I am afflicted with food obsessions. I have written about my ongoing watermelon obsession, triggered by a contestant on Jeopardy! who told Alex she eats a watermelon a day (I do not approach her consumption level). I also used to have a peanut butter obsession that began when a doctor lamented in his newspaper health column that he ate too much peanut butter. “Heyyy,” my subconscious apparently thought, “here’s something I can get into.”
My new obsession is rosemary crackers. I thought I could tame the itch simply by avoiding Big Lots, where I discovered the phenomenal Sfiziosi Il Grano D’Oro Di Puglia — loosely translated, the golden wheat crackers of Puglia, the latter a region of Italy where the product is made.
The chubby little square crackers are made with semolina flour, white wine, olive oil, rosemary and other good stuff that produces a texture like no other — kind of sandy like shortbread, but with a satisfying crunch.
I had this obsession tamed by avoidance until I saw a bag of semolina flour at Acme. Then the rosemary I planted last month started shooting up like crazy. I had already read the list of ingredients on the bag of crackers. The recipe slowly came together in my mind.
I baked three batches of the crackers, tinkering with ingredient amounts to adjust the texture and intensify the rosemary flavor. The second batch tasted exactly like rosemary shortbread sans sugar, and I can see it as a crust for, say, quiche. Maybe later. The third batch was close, and that’s the recipe I am sharing. Although the crackers are delicious, I hope that consuming about 50 of them in two days(Tony ate the rest) has cured my rosemary-cracker obsession. Now onto Popsicles.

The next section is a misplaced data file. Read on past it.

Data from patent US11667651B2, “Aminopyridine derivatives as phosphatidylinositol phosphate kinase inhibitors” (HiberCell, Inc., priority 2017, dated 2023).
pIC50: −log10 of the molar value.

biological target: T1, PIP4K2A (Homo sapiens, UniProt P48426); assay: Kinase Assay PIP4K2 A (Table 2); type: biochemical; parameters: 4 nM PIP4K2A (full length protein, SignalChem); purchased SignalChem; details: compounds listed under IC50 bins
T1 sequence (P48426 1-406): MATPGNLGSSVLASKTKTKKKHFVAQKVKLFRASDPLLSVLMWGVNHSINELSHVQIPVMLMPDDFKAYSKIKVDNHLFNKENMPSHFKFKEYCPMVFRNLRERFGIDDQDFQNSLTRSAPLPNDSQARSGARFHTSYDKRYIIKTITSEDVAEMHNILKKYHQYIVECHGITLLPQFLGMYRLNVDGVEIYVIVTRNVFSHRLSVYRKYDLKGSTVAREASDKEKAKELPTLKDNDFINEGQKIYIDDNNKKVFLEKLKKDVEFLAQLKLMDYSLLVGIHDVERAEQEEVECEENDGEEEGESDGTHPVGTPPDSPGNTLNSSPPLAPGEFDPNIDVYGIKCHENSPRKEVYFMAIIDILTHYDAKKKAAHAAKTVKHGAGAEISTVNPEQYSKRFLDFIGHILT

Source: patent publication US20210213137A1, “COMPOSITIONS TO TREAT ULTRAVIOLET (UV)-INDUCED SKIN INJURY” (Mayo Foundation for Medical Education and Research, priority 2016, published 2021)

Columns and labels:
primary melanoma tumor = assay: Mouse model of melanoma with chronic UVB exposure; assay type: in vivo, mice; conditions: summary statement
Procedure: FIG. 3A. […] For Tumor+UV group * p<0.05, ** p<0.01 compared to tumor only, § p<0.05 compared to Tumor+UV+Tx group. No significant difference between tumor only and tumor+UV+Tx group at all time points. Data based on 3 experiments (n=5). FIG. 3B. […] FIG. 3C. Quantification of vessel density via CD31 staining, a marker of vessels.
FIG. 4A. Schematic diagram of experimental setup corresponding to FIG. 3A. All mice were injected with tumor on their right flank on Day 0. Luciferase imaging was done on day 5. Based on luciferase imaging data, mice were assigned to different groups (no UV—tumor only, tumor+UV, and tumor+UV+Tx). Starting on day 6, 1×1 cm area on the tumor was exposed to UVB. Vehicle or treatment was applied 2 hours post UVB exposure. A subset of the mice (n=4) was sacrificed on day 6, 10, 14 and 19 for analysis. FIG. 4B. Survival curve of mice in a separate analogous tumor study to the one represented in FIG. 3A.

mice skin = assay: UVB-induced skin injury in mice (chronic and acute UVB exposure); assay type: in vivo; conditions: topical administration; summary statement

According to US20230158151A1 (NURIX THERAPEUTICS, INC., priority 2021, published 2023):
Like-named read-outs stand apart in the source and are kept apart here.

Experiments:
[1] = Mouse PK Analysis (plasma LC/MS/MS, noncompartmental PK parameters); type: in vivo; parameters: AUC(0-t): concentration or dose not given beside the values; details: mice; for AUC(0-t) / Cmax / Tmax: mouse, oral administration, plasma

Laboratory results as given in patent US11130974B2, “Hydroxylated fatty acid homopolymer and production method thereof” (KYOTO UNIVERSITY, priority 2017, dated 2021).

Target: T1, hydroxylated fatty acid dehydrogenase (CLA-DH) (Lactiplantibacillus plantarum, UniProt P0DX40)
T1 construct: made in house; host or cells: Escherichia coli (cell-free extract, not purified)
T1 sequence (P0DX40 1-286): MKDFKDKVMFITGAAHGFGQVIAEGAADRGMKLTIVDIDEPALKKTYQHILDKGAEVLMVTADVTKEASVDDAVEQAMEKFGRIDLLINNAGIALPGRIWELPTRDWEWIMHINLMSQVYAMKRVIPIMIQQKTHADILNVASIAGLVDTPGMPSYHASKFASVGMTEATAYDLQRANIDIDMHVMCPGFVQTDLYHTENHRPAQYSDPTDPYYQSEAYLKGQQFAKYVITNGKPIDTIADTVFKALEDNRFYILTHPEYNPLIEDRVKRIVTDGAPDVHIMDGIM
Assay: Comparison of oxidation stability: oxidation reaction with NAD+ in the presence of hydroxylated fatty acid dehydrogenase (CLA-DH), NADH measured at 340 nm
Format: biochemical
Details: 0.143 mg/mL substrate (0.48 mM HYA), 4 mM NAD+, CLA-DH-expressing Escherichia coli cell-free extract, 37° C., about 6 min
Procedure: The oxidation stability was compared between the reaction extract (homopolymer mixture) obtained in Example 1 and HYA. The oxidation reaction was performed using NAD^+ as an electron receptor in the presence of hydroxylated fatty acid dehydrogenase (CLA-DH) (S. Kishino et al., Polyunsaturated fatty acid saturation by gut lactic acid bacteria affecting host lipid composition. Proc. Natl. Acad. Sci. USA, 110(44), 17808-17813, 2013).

- 1 1/4 cups all-purpose flour
- 3/4 cup semolina flour
- 1 tbsp. finely minced fresh rosemary leaves
- 1 tsp. salt
- 6 tbsp. olive oil
- 1/4 cup (or more) white wine
Measure flours into the bowl of a food processor. Add rosemary and salt and pulse several times to mix. With the motor running, drizzle the olive oil into the feed tube. Begin adding the wine is a thin stream, stopping when the dough forms one big clump. You may not need all of the wine, or you may need more.
Pat dough evenly into a 9-inch-square baking pan lined with parchment paper. With a sharp knife, cut into six strips in each direction to produce squares. Do not cut through to the parchment paper. Prick each square once with a fork.
Bake at 400 degrees for about 35 minutes, or until the top begins to turn golden brown. Remove from oven and slide parchment and dough onto a cutting board. Cool 10 minutes, then remove paper and cut again to separate the squares. Cool completely before storing in a sealed plastic bag. Makes about 36 crackers.
What I cooked last week:
Baked chicken and rotini with three cheeses in a creamy tomato sauce; Italian sausage sandwiches, asparagus in balsamic vinaigrette and fried ripe plantains, and rosemary crackers.
What I ate in restaurants last week:
A big salad with grilled chicken and spicy pineapple salsa at On Tap; sushi, a chicken stir fry and crystal shrimp at Katana’s Buffet in Jackson Township; a ham sub from Subway; California roll and tuna nigiri from the still-fabulous Sushi Katsu in Akron; chicken fattoush salad at Continental Cuisine in Fairlawn; 1/2 Coney dog and 1/2 pulled pork sandwich at Boss Frosty’s in Wadsworth (Tony ate the other halves plus a ham and plantain panini); thin-crust pepperoni pizza from Earth Fare, and ribs and hush puppies from Old Carolina Barbecue.